In at least one sense, Amok is going to get a very similar reaction to The Eraser, Thom Yorke’s 2006 solo album. If you’re a big fan of Yorke, like myself, you’re going to like it significantly more than people that are not big fans.
Who isn’t a big Thom Yorke fan?
They exist, just trust me. It’s evidenced by the lukewarm reviews that Amok has received to date.
But this release is also similar in nature to The Eraser. Both are 9 tracks long. There are similarities in the album art. Superficial features aside, the albums have a very similar feel, in that they both sound like Thom Yorke doing glitch pop.
Why am I talking about Yorke so much? Because, somewhat disappointingly, this isn’t much of an Atoms for Peace album. The rest of the band really only gets to poke out its collective head on “Stuck Together Pieces”, one of Amok‘s standouts in large part because we get one of those funk rock Flea basslines that we were all expecting to fill up the album. There’s also a nice little guitar riff that comes about a third of the way into the track.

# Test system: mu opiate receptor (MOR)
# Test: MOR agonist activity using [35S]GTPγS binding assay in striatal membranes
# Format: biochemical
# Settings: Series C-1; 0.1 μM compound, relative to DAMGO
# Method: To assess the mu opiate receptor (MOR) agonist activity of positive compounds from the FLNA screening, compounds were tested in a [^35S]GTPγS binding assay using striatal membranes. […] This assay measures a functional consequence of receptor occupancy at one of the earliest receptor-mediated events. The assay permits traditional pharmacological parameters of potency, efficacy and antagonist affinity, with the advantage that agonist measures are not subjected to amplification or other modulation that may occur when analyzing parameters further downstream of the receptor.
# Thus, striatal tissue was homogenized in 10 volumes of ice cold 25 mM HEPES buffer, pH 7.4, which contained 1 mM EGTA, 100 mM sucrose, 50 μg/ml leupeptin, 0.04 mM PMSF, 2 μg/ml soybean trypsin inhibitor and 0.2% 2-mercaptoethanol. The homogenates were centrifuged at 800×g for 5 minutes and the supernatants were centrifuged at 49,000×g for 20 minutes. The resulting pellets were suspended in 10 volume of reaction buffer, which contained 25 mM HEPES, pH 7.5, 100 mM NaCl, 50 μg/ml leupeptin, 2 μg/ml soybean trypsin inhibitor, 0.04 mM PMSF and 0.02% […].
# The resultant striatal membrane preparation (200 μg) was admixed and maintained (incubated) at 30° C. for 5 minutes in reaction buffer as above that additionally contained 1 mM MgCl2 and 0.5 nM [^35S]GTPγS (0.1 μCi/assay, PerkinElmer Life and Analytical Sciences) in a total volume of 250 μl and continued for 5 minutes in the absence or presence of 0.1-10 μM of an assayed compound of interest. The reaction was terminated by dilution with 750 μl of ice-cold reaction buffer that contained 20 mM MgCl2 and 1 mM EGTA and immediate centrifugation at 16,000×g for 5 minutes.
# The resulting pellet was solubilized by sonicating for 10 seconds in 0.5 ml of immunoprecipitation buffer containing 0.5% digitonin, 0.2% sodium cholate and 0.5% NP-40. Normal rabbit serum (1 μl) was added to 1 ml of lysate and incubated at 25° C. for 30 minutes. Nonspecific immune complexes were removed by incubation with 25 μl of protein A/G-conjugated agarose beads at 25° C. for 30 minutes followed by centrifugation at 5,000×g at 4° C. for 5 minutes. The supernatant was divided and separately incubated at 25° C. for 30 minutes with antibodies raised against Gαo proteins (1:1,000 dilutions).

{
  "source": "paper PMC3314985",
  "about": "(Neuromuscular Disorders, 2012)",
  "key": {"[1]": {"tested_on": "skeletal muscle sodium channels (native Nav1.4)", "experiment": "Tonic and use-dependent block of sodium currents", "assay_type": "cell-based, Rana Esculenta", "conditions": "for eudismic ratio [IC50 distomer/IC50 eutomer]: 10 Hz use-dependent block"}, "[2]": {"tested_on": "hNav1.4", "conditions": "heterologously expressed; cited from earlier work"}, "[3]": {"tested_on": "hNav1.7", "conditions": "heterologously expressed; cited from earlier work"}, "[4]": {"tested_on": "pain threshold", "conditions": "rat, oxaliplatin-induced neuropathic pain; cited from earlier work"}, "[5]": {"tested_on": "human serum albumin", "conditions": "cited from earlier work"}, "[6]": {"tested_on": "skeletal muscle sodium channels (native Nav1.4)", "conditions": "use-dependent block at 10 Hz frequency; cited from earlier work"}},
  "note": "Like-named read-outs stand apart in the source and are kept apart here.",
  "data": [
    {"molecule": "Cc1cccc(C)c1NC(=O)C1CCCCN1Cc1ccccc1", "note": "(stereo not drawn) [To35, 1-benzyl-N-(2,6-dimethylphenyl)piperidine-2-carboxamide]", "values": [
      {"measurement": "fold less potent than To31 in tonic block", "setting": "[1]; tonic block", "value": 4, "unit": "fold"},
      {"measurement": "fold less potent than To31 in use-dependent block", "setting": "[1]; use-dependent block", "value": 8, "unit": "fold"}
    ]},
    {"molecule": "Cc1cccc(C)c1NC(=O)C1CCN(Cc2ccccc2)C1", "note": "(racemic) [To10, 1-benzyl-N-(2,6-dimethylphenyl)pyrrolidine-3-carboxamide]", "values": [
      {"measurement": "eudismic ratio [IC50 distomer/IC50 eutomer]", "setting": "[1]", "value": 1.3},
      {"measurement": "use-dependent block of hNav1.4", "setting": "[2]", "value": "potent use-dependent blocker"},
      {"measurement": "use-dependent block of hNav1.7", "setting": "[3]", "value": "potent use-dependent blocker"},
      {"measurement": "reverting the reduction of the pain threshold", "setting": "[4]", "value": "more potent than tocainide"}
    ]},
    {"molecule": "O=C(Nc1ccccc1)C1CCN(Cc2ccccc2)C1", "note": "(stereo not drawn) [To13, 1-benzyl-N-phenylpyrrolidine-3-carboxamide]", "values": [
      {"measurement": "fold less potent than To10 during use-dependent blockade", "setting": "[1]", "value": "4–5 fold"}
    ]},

Now don’t get me wrong. As I’ve said, I’m a big Yorke fan, and I thoroughly enjoyed the album. Ever since I first heard “Default” (the second track on the album) about 6 months ago, I’ve been in love with it and its glitch intro. The album sort of feels like a sequel to The Eraser, another album that I enjoyed a great deal. The tracks are a bit repetitive, except for “Amok”, which teeters on the edge of future garage, and is intriguing if nothing else. They often build to a crescendo, and they’re almost all entirely beat driven. But they’re too good for that repetition to really hamper them, too tightly constructed.
If you’re a big Thom Yorke fan, make sure you give Amok a listen. If not, give it a spin anyway.